By: J. Chevont’e Alexander
For the second year, the City of Petersburg will sponsor a Juneteenth festival, which celebrates freedom, fathers, faith, family and friends for all. Brian C. Little, Sr., Petersburg’s Director of Cultural Affairs, Arts & Tourism, sees this as an opportunity to give back to one of America’s oldest free Black communities. “People of all nationalities should join in this celebration of Freedom as the city commemorates the sesquicentennial of this freedom in Black history,” says Little. “Freedom reaches further than a color line. It also unites people of different backgrounds and celebrates humanity.”
Juneteenth began as a holiday created 150 years ago by slaves freed from bondage. President Abraham Lincoln issued the Emancipation Proclamation on September 22, 1862, but it took close to three more years before the full emancipation of America’s slaves was completed. Juneteenth is the oldest known celebration commemorating the ending of slavery in the United States. Dating back to 1865, it was on June 19th that the Union soldiers, led by Major General Gordon Granger, landed at Galveston, Texas with news that the war had ended and that the enslaved were now free.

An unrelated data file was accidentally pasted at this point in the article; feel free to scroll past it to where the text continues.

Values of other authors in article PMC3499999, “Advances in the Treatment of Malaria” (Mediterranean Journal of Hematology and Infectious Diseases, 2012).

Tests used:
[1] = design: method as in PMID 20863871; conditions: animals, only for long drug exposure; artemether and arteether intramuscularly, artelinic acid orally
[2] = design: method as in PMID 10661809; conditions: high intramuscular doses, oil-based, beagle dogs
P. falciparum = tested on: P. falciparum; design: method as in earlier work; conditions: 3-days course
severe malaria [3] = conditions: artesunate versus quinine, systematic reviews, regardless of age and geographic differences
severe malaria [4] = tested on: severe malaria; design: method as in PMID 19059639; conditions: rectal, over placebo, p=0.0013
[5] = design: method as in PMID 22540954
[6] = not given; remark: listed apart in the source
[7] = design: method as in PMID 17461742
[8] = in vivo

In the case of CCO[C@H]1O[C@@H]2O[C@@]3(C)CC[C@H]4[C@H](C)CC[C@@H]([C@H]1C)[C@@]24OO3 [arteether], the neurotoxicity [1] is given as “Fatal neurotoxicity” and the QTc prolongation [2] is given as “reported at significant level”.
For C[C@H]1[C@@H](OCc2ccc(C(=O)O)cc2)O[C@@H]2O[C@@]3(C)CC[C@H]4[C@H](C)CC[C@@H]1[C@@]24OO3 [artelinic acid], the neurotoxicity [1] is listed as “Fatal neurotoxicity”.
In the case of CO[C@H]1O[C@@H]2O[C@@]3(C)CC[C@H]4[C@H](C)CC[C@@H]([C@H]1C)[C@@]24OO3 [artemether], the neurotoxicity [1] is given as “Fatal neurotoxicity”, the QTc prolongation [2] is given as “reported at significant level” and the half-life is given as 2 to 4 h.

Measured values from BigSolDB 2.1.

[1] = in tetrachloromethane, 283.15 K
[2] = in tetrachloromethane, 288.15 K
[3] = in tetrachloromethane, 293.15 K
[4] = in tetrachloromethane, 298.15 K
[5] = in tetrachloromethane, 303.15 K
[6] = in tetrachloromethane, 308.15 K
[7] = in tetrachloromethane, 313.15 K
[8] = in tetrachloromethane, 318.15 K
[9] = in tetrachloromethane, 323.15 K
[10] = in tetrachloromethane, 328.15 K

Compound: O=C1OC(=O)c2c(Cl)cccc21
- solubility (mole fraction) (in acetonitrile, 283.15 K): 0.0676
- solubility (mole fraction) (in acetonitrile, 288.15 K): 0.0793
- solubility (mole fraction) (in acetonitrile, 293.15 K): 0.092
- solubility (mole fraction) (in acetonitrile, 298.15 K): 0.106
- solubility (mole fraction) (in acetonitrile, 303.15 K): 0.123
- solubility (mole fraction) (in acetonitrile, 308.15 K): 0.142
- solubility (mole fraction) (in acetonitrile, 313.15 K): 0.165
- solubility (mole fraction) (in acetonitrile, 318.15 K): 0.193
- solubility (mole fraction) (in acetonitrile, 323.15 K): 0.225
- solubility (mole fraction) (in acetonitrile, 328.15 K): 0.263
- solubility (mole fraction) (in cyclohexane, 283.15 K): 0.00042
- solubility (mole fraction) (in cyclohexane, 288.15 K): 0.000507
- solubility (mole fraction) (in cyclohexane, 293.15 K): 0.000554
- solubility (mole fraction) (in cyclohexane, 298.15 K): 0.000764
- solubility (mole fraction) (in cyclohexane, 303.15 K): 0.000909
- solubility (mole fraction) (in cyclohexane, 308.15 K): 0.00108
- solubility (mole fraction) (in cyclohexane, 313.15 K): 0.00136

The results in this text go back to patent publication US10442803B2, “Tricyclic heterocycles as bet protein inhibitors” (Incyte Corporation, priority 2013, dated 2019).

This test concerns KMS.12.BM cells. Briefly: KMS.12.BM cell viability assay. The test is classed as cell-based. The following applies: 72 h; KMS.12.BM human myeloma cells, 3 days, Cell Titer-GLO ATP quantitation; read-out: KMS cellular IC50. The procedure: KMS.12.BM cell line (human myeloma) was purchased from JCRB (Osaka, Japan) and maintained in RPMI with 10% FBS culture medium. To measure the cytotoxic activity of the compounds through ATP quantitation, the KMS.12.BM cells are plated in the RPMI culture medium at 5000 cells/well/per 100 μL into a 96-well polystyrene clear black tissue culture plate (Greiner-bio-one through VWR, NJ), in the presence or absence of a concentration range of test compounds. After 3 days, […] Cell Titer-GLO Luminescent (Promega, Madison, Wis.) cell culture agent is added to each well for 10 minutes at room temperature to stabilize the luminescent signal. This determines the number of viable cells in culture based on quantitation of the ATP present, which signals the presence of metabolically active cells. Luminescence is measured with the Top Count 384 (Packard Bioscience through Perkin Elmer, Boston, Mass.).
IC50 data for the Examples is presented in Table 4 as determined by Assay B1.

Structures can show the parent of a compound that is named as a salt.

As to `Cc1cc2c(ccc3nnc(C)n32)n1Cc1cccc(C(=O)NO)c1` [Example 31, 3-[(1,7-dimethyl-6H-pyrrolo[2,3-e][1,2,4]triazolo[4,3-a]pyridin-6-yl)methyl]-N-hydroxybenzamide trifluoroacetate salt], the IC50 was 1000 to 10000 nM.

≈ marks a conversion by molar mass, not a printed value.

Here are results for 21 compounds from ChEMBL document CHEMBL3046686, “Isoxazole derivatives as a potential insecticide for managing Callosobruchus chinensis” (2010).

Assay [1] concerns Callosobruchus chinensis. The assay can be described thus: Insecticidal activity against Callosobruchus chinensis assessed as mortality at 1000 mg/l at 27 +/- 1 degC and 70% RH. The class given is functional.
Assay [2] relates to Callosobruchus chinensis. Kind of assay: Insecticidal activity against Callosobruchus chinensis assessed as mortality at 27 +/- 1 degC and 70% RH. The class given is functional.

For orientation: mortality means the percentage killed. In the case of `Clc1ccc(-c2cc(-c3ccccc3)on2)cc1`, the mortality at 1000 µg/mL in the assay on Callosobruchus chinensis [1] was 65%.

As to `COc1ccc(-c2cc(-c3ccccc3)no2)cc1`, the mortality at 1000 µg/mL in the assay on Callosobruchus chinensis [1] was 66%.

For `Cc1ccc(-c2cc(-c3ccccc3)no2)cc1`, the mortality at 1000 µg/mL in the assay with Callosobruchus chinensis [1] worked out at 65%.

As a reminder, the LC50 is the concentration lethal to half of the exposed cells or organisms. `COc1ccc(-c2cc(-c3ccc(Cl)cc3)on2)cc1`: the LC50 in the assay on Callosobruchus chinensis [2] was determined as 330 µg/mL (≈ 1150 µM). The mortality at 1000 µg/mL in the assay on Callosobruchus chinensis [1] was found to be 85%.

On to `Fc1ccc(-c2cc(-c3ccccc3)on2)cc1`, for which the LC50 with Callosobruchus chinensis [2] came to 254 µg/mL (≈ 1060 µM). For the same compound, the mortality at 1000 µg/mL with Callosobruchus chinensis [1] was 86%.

Join the City of Petersburg for this celebration on the historic Pocahontas Island! The City of Petersburg will celebrate this freedom and our fathers, granddads, uncles and those special men in our lives during the Juneteenth Freedom Festival on Sunday, June 21 from 2 p.m. to 6 p.m.
“We are excited to host the Juneteenth Celebration again in Petersburg on Pocahontas Island,” comments William E. Johnson, III, City Manager. “It is a time for the city to really showcase our special history and the legacy that Petersburg has as a community, and it is a great way to celebrate the past and the future with the special father and sons celebration.”
Pocahontas Island is one of the hidden gems of Petersburg. By the 1800s, Pocahontas Island had one of the United States’ largest known populations of free Blacks residing in its neighborhood. It was a place for commerce, integration and freedom as it was home to the Underground Railroad. Petersburg will recognize this American treasure as it commemorates that 150th anniversary of the American Civil War and Emancipation.